I am guessing that this 1880 quiltmaker suffered a Victorian ailment which kept her bedridden, improved her vision and fine motor skills, and extended her lifespan.
When pieced accurately, hexagon quilts are a miracle; when pieced badly, which is easier, they're a ripply mess. Both are incredibly time-consuming. That's why unfinished hexagon tops and pieces - especially the wonky ones - are relatively cheap and abundant in flea markets and antique shops.
When I first became a quilter, and fell madly in love with vintage quilts, I went through an inevitable phase of collecting hexagonal tops and pieces, Here's one of my purchases:
The purchase is followed by inevitable wondering what to do with it, followed by inevitable realization of how enormous the task is, followed by inevitable stuffing them into a closet until I'm dead, which will inevitably be followed by my children giving them away so they end up in another flea market where another dewy-eyed young quiltmaker will fall in love with them and bring them home.
But wait! There is finally a book that can help interrupt the cycle of hexagonal heartbreak!
Mary Kerr, award-winning quilter and certified appraiser, had a similar appreciation of unfinished hexagon blocks and tops, but instead of merely hoarding them, she made unexpected quilts from them.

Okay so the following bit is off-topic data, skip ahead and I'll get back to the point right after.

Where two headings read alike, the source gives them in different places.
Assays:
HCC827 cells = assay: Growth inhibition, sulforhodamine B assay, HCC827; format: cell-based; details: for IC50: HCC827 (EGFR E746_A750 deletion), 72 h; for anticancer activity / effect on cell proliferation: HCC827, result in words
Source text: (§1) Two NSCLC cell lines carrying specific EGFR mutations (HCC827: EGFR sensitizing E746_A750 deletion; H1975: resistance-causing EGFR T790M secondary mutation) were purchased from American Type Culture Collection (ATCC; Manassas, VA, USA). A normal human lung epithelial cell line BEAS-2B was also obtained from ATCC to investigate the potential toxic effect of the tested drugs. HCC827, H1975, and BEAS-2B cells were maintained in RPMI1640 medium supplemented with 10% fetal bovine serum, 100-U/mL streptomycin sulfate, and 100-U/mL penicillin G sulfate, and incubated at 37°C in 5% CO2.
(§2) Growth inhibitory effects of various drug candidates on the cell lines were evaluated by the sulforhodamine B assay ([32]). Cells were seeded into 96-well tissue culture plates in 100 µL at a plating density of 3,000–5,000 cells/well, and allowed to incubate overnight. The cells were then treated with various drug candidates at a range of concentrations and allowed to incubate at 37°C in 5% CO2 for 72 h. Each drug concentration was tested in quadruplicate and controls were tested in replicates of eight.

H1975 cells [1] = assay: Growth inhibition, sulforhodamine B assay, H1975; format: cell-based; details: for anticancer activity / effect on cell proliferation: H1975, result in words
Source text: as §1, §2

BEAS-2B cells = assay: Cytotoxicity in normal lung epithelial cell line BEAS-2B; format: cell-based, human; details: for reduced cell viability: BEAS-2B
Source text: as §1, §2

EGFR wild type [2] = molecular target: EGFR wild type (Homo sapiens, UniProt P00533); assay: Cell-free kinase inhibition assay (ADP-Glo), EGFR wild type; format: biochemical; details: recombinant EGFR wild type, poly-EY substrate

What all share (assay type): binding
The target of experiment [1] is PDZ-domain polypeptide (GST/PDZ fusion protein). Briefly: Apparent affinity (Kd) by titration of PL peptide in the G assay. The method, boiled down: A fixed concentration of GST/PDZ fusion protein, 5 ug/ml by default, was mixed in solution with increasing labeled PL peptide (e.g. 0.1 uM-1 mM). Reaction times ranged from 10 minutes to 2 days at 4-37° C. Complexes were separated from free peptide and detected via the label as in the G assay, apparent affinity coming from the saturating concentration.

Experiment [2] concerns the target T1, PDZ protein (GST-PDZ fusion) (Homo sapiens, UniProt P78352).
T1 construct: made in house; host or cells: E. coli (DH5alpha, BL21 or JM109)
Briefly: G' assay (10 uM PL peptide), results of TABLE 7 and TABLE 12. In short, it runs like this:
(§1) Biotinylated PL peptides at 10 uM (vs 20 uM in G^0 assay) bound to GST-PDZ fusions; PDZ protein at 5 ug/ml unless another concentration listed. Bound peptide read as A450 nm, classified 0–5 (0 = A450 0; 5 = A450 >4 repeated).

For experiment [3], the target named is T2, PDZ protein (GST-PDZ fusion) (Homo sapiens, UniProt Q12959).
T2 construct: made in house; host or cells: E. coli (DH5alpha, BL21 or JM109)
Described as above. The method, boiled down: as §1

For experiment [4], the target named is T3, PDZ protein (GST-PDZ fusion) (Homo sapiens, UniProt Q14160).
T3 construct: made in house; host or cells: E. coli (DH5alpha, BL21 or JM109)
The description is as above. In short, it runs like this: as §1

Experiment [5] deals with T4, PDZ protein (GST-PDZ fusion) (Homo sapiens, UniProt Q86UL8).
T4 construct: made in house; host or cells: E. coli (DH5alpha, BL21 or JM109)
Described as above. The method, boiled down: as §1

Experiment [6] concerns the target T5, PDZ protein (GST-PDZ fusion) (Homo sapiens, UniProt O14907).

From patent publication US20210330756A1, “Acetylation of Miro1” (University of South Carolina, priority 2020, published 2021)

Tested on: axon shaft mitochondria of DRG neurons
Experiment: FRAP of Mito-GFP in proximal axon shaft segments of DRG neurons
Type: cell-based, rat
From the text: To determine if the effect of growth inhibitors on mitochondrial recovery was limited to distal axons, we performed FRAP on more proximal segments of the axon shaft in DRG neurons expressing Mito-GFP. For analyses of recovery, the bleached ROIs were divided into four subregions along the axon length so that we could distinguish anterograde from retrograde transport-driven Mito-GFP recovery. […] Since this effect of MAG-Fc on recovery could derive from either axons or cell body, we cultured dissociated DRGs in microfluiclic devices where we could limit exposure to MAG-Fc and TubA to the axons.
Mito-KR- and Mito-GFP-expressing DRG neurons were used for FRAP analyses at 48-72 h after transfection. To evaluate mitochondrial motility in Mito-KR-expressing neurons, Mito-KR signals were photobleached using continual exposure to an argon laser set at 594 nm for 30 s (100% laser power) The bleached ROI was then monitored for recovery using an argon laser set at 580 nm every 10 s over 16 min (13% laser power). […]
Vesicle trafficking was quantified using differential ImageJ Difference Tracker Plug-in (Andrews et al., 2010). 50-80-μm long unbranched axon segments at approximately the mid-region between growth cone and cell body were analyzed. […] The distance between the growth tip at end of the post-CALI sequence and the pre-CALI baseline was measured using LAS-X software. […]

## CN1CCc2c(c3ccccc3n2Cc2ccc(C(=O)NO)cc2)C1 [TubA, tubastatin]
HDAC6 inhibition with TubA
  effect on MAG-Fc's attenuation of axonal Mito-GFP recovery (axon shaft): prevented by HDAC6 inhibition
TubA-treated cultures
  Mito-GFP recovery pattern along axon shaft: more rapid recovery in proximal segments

Her new book - I asked for a review copy - is "Recycled Hexie Quilts," from Schiffer Publishing, and it contains more than 100 photos of very wonderful quilts made from vintage hexagons, most of which break stereotypes and rules.
The book shows some antique eyepoppers - like the first quilt at top of this post - but most of the photographs are of quilts Kerr made from old pieces and tops. She combines new fabrics with old, cuts off hexagons at 90 degree angles (!), and places them in unlikely locations, like borders, sashing, and setting squares. Most do not require the kind of time and skill needed to complete the top quilt on this page.
Here's "Mosaic Star," which has a Modern feeling, and requires only hundreds instead of tens of thousands of pieces:
There's a whole chapter on fusing, and really, it's the perfect solution to damaged seams.
If you don't happen to have vintage duck or floral panels lying around, buy a brand spanking new jelly roll instead and make one of these, combining log cabin with hexagons:
The next quilt, "Lancaster," is brilliant - a Grandmother's Flower Garden top cut into diamonds, and joined with a sashing, for an effect that's remniscent of a traditional Japanese art motif.
And there's a much, much more in the book. If you have your own stash of vintage hexagons, this is just what you need to inspire yourself to give them new life. Thanks, Mary Kerr, for writing a great and useful book!
PS One more idea: Here's a blog post from a couple of years ago about something I did with orphan blocks, combining them with Terrie Mangat fabric gew-gaws.
(UPDATE: Here's a link to an utterly astonishing hexagon quilt from 1940 with 58,640 pieces.)